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on 20 May 2013
Rowan Coleman's Dearest Rose won the 2013 Romantic Novel of the Year, Epic category, and rightfully so. It's a story of regrets, family relationships, mistakes and love, which come in many forms.
If you're a reader who wants to be moved, made to shiver, laugh and shed a tear, Dearest Rose is for you.
It's a story that will remain within me for some time.
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on 1 May 2015
Lost the will to finish this book, mainly as it sunk further ,and deeper into teenage fiction,
It became more and more, ridiculous with each chapter,
At one point, I reread the reviews, thinking they were about another book,
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on 14 April 2014
I absolutely loved this book and read it in one sitting. I was literally unable to sleep until I reached the end.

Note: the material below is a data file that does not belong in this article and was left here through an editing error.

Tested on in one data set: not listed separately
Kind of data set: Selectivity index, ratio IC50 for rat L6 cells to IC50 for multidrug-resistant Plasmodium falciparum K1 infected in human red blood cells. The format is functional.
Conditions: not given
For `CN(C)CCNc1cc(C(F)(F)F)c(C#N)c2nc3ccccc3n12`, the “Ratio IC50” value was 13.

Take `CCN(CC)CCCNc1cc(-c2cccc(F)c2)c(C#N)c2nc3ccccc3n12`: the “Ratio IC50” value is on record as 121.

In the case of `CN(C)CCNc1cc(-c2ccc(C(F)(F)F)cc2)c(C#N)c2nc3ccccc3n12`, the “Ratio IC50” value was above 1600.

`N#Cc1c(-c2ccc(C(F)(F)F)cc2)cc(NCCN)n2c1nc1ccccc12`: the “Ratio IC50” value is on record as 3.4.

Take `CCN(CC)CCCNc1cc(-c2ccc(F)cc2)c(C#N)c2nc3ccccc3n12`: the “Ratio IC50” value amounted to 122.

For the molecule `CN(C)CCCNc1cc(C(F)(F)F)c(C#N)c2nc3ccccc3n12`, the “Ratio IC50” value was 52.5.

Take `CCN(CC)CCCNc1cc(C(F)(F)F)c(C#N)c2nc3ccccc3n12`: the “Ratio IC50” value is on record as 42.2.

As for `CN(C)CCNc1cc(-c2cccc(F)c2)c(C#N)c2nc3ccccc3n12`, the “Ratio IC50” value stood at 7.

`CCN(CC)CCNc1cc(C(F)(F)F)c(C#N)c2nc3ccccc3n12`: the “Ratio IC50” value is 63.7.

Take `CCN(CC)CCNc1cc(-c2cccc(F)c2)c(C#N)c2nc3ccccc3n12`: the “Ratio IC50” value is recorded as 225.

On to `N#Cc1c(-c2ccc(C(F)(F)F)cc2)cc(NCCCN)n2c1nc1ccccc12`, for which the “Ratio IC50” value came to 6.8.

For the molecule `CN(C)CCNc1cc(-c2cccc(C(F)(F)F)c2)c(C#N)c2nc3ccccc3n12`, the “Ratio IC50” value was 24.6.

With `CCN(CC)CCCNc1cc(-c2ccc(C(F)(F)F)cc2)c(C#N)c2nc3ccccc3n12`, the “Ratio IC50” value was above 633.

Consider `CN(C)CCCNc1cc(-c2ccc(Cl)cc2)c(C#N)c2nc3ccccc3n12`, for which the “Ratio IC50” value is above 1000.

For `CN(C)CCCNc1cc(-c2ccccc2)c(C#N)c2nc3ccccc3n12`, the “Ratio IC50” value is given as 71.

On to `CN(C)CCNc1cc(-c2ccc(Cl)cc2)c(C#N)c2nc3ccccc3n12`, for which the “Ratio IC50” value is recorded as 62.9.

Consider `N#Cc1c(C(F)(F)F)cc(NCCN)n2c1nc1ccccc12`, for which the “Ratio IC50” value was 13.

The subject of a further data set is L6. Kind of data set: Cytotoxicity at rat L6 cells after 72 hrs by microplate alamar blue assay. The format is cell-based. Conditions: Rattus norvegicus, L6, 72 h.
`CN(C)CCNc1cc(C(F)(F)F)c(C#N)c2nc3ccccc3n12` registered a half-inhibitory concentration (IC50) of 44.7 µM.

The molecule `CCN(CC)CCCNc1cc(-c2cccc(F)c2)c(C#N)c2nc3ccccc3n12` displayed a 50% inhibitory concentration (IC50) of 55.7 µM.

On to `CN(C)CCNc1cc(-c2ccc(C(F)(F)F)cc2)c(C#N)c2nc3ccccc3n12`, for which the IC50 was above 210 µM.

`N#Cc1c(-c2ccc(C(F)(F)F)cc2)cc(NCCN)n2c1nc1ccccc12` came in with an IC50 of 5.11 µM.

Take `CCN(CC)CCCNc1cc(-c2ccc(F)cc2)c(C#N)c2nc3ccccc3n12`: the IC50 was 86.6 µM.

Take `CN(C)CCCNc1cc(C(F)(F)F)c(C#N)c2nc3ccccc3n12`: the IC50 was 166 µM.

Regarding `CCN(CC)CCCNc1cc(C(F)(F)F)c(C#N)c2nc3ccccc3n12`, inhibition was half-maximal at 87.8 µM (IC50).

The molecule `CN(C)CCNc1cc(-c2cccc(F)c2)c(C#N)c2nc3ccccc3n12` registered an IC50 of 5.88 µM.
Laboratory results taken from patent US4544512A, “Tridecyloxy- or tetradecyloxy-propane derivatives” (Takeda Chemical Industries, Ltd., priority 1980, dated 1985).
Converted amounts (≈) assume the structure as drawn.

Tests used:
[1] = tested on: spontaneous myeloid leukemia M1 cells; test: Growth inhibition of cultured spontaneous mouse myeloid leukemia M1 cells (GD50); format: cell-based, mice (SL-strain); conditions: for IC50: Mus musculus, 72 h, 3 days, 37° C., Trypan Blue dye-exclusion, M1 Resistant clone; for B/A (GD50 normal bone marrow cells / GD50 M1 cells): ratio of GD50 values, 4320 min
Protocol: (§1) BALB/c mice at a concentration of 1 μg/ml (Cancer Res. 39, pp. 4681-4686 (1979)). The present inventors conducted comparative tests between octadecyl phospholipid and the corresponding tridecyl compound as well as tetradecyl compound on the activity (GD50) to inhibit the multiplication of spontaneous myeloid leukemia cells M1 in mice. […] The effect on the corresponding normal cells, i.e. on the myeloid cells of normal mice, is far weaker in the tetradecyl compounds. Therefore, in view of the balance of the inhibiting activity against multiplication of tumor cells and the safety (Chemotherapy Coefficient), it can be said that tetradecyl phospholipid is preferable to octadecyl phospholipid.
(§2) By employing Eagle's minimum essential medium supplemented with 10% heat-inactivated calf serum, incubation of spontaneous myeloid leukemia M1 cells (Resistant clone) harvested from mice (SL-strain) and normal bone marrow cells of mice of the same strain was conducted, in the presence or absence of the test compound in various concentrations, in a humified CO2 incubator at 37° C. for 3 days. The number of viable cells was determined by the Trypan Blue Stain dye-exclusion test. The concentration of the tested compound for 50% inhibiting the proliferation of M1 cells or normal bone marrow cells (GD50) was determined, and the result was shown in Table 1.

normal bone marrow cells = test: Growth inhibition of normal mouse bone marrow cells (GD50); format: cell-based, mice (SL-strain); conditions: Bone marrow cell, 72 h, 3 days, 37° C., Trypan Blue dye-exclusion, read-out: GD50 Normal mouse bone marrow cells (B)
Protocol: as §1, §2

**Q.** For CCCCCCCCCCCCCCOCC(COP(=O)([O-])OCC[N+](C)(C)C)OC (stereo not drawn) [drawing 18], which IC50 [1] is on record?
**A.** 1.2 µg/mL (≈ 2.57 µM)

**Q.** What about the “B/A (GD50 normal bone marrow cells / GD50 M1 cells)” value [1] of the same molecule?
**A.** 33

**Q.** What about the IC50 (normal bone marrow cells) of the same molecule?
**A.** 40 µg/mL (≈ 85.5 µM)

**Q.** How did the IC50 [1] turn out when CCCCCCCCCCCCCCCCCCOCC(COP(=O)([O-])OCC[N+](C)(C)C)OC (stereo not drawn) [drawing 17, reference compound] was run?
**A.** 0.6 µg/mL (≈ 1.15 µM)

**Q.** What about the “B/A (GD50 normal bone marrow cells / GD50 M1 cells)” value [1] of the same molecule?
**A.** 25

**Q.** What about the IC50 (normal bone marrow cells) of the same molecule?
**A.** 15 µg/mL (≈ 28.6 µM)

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on 23 April 2013
This book took a bit of getting Into but after that it's an incredible read.
Maddie is an absolute joy.
Anyone would love thus book.
Thus is the second book this that I've read by Rowan Coleman and now I'm going to read the rest.
Easily worthy of its 5* and more
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on 8 February 2015
I love the way that Rowan weaves in real issues into her wonderfully rich novels - not something which is easy to do! Her prose is delicious and her characters well drawn. Thank you for a fantastic read
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on 24 April 2014
A lovely story of forgiveness .a woman searching for a man she had loved for years only to meet with her long lost father.great characters all strong in their own way.Another great tale from Rowan Coleman.
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on 1 February 2015
The best book I have read in a very long time. Sensitively handled, emotive and wonderful. So highly recommended.